Trump supporters gather at Utah capitol in mostly calm event

January 7, 2021 GMT
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Supporters of President Donald Trump attend a rally in protest of President-elect Joe Biden election win, Wednesday, Jan. 6, 2021, in Salt Lake City. (AP Photo/Rick Bowmer)
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Supporters of President Donald Trump attend a rally in protest of President-elect Joe Biden election win, Wednesday, Jan. 6, 2021, in Salt Lake City. (AP Photo/Rick Bowmer)

SALT LAKE CITY (AP) — Several hundred people waving Trump flags and holding “Stop the Steal” signs rallied outside the Utah Capitol Wednesday, though the relatively calm protest didn’t match the fury seen in Washington where protesters stormed the U.S. Capitol in a chaotic protest.

New Utah Gov. Spencer Cox and U.S. Sen. Mitt Romney, both Republicans, issued strong rebukes of what occurred in Washington, with Romney calling out President Donald Trump’s role in the events.

The most prominent incident at the Utah demonstration was when photographer Rick Egan of The Salt Lake Tribune was pepper-sprayed by a demonstrator who Egan said taunted him for wearing a mask and shoved him as he was shooting video of the protest. A group of men cornered the photographer and began laughing at him after he was sprayed, Egan said.


The incident is under investigation, Utah Highway Patrol Sgt. Nick Street said. One other person was cited in a separate incident, he said.

Demonstrators in Salt Lake City crowded around a television monitor on the steps of the Capitol to watch the president give a speech promoting his baseless claims of election fraud at a rally in Washington that came before violent clashes broke out between his supporters and police in Washington ahead of Congress’ expected vote to affirm President-elect Joe Biden’s victory. The majority were not wearing masks or abiding by social distancing guidelines.

Some men wearing Proud Boys shirts and hats and carrying guns were interspersed throughout the crowd.

Colton Fiedler, 23, of South Jordan, said he was the first person to arrive at the statehouse at just before 9 a.m. in the hopes that the nation’s representatives in Congress would “finally find the courage to do the right thing.”

“I am a registered Republican, but I don’t know how much longer I will be,” said Fiedler, who was holding a Trump 2020 sign. “The Republican Party is dead as of this year. It is the party of Trump now.”

At one point, demonstrators gathered for photo and chanted “Recall Romney,” a frequent critic of Trump.

Romney called the events in Washington “an insurrection incited” by Trump in a statement Wednesday afternoon.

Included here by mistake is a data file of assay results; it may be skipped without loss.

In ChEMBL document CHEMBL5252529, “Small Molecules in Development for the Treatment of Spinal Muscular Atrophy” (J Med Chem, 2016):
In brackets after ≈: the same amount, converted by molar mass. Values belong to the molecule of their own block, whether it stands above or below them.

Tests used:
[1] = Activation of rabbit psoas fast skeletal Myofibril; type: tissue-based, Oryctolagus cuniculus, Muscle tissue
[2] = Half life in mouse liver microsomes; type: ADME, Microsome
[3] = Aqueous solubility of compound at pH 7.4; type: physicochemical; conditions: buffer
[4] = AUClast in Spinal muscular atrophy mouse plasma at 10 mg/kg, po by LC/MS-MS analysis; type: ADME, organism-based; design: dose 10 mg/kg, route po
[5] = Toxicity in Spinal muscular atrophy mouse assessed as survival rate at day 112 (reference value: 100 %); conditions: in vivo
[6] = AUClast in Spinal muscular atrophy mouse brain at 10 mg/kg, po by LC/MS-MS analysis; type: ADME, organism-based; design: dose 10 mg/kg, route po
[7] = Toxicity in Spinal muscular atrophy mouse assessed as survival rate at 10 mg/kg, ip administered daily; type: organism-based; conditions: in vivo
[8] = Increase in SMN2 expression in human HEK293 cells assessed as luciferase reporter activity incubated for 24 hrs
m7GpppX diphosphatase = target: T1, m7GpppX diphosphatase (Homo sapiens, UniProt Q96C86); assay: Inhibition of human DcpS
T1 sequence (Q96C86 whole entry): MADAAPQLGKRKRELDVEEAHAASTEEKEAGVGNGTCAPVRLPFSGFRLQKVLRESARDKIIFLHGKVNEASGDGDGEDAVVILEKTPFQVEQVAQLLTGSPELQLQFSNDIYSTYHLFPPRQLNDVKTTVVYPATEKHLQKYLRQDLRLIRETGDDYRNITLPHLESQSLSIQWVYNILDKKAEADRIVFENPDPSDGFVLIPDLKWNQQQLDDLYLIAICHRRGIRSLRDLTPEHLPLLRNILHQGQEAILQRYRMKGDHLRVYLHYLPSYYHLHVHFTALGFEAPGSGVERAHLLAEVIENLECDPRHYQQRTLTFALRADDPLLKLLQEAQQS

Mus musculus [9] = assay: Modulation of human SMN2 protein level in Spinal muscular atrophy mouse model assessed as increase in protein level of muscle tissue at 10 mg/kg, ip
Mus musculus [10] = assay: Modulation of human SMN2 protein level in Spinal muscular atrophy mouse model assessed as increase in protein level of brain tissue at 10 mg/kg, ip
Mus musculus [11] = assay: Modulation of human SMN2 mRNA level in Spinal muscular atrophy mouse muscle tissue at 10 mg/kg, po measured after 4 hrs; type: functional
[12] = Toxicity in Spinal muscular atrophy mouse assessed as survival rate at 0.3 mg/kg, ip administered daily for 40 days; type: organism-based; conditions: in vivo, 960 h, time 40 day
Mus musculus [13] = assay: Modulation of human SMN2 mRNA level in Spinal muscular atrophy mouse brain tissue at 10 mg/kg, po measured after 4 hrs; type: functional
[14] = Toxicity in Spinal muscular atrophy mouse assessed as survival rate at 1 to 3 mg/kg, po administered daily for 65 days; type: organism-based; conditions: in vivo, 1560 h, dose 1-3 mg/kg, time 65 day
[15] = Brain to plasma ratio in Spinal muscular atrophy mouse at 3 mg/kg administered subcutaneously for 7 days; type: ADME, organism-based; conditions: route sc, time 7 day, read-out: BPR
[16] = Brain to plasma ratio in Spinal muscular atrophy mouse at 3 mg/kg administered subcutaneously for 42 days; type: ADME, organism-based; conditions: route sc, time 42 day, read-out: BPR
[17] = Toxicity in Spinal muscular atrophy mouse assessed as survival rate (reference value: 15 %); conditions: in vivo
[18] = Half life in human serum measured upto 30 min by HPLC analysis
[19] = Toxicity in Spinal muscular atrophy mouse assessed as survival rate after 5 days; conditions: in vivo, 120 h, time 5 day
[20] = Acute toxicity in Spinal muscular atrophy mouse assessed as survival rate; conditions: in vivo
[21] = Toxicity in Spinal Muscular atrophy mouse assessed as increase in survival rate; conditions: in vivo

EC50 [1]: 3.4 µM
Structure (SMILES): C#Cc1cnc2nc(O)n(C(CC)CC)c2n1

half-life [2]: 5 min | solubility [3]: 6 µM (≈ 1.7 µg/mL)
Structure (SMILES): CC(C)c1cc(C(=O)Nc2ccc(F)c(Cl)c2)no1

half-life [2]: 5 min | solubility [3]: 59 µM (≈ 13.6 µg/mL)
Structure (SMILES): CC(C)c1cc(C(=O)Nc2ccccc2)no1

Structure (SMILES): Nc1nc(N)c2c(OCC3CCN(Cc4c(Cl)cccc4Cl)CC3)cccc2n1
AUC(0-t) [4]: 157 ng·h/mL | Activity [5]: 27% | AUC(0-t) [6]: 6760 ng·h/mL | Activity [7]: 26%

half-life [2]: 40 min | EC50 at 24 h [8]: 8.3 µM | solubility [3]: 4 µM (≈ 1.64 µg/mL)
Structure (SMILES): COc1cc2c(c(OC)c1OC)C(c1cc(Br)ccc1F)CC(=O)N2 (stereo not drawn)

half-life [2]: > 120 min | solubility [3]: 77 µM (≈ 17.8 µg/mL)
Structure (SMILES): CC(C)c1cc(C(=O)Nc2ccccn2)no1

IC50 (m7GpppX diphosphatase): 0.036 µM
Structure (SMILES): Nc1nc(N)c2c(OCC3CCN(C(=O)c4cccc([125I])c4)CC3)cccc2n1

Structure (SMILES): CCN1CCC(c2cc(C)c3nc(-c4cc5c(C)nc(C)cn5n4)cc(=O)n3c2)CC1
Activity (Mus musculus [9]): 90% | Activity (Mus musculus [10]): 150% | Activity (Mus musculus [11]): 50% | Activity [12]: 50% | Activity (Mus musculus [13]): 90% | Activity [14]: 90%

“We gather today due to a selfish man’s injured pride and the outrage of his supporters whom he has deliberately misinformed for the past two months and stirred to action this very morning,” Romney said. “Those who choose to continue to support his dangerous gambit by objecting to the results of a legitimate, democratic election will forever be seen as being complicit in an unprecedented attack against our democracy. They will be remembered for their role in this shameful episode in American history. That will be their legacy.”

Election officials from both political parties, governors in key battleground states and Trump’s former attorney general, William Barr, have said there was no widespread fraud in the election. Nearly all the legal challenges from Trump and his allies have been dismissed by judges, including two challenges rejected by the Supreme Court.

Despite the lack of major disturbances at the Utah protest, Gov. Spencer Cox’s staff was sent home Wednesday afternoon, Lt. Gov. Deidre Henderson tweeted. Additional questions weren’t immediately answered by the governor’s spokeswoman, Jennifer Napier-Pearce, or by Street, whose agency is in charge of security at the state capitol.

In a video message posted online, Cox said he was deeply troubled by the “cowardly acts of violence” that occurred at the U.S. Capitol in Washington. While protesting peacefully is a critical part of democracy, what occurred in Washington wasn’t that, said Cox, who was inaugurated Monday after serving as the state’s lieutenant governor since 2013.

“As patriots, as Utahns, as Americans, as people who care deeply about each other and care deeply about this great nation, I urge you to stand up and speak out against the violence, against the terrorists, against the evil that we have seen in our nation’s capital today,” Cox said. “We are better than this in America,”


Eppolito is a corps member for the Associated Press/Report for America Statehouse News Initiative. Report for America is a nonprofit national service program that places journalists in local newsrooms to report on undercovered issues.